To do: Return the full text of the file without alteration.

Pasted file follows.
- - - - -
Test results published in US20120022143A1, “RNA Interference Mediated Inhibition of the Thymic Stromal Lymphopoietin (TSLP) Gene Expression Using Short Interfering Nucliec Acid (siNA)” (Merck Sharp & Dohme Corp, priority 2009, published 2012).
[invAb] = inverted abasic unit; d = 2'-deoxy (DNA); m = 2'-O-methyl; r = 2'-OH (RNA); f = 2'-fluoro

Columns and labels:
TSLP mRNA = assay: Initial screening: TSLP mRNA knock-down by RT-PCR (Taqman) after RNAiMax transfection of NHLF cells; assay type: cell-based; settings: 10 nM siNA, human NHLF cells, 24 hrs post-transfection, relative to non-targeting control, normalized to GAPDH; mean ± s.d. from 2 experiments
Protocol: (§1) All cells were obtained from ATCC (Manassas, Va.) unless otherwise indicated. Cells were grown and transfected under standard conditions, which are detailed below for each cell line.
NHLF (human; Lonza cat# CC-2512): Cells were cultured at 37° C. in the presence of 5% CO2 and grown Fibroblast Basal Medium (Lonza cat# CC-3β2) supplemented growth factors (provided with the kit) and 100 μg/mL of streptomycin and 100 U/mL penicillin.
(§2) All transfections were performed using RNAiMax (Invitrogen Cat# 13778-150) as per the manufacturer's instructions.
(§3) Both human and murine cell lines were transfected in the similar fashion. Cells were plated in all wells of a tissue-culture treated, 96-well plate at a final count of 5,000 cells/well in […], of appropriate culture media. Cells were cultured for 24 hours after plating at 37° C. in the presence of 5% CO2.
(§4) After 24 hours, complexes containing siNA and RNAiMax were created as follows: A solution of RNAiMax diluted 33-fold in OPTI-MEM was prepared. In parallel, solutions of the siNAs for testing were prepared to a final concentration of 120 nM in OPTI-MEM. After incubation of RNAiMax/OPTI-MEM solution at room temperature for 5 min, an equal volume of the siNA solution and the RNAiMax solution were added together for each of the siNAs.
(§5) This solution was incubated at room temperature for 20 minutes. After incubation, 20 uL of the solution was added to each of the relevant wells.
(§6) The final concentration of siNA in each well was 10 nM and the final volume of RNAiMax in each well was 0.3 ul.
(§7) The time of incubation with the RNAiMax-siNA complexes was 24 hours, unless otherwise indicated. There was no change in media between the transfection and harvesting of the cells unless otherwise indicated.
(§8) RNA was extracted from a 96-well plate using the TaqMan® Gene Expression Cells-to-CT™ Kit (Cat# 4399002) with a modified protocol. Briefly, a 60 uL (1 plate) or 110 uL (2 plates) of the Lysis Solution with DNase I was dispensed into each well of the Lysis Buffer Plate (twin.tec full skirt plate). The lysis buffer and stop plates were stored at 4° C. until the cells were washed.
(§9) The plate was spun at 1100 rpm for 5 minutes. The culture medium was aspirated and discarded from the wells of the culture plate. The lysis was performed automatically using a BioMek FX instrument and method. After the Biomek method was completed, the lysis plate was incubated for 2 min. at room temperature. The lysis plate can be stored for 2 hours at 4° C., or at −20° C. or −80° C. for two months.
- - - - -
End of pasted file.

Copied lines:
Test results published in US20120022143A1, “RNA Interference Mediated Inhibition of the Thymic Stromal Lymphopoietin (TSLP) Gene Expression Using Short Interfering Nucliec Acid (siNA)” (Merck Sharp & Dohme Corp, priority 2009, published 2012).
[invAb] = inverted abasic unit; d = 2'-deoxy (DNA); m = 2'-O-methyl; r = 2'-OH (RNA); f = 2'-fluoro

Columns and labels:
TSLP mRNA = assay: Initial screening: TSLP mRNA knock-down by RT-PCR (Taqman) after RNAiMax transfection of NHLF cells; assay type: cell-based; settings: 10 nM siNA, human NHLF cells, 24 hrs post-transfection, relative to non-targeting control, normalized to GAPDH; mean ± s.d. from 2 experiments
Protocol: (§1) All cells were obtained from ATCC (Manassas, Va.) unless otherwise indicated. Cells were grown and transfected under standard conditions, which are detailed below for each cell line.
NHLF (human; Lonza cat# CC-2512): Cells were cultured at 37° C. in the presence of 5% CO2 and grown Fibroblast Basal Medium (Lonza cat# CC-3β2) supplemented growth factors (provided with the kit) and 100 μg/mL of streptomycin and 100 U/mL penicillin.
(§2) All transfections were performed using RNAiMax (Invitrogen Cat# 13778-150) as per the manufacturer's instructions.
(§3) Both human and murine cell lines were transfected in the similar fashion. Cells were plated in all wells of a tissue-culture treated, 96-well plate at a final count of 5,000 cells/well in […], of appropriate culture media. Cells were cultured for 24 hours after plating at 37° C. in the presence of 5% CO2.
(§4) After 24 hours, complexes containing siNA and RNAiMax were created as follows: A solution of RNAiMax diluted 33-fold in OPTI-MEM was prepared. In parallel, solutions of the siNAs for testing were prepared to a final concentration of 120 nM in OPTI-MEM. After incubation of RNAiMax/OPTI-MEM solution at room temperature for 5 min, an equal volume of the siNA solution and the RNAiMax solution were added together for each of the siNAs.
(§5) This solution was incubated at room temperature for 20 minutes. After incubation, 20 uL of the solution was added to each of the relevant wells.
(§6) The final concentration of siNA in each well was 10 nM and the final volume of RNAiMax in each well was 0.3 ul.
(§7) The time of incubation with the RNAiMax-siNA complexes was 24 hours, unless otherwise indicated. There was no change in media between the transfection and harvesting of the cells unless otherwise indicated.
(§8) RNA was extracted from a 96-well plate using the TaqMan® Gene Expression Cells-to-CT™ Kit (Cat# 4399002) with a modified protocol. Briefly, a 60 uL (1 plate) or 110 uL (2 plates) of the Lysis Solution with DNase I was dispensed into each well of the Lysis Buffer Plate (twin.tec full skirt plate). The lysis buffer and stop plates were stored at 4° C. until the cells were washed.
(§9) The plate was spun at 1100 rpm for 5 minutes. The culture medium was aspirated and discarded from the wells of the culture plate. The lysis was performed automatically using a BioMek FX instrument and method. After the Biomek method was completed, the lysis plate was incubated for 2 min. at room temperature. The lysis plate can be stored for 2 hours at 4° C., or at −20° C. or −80° C. for two months.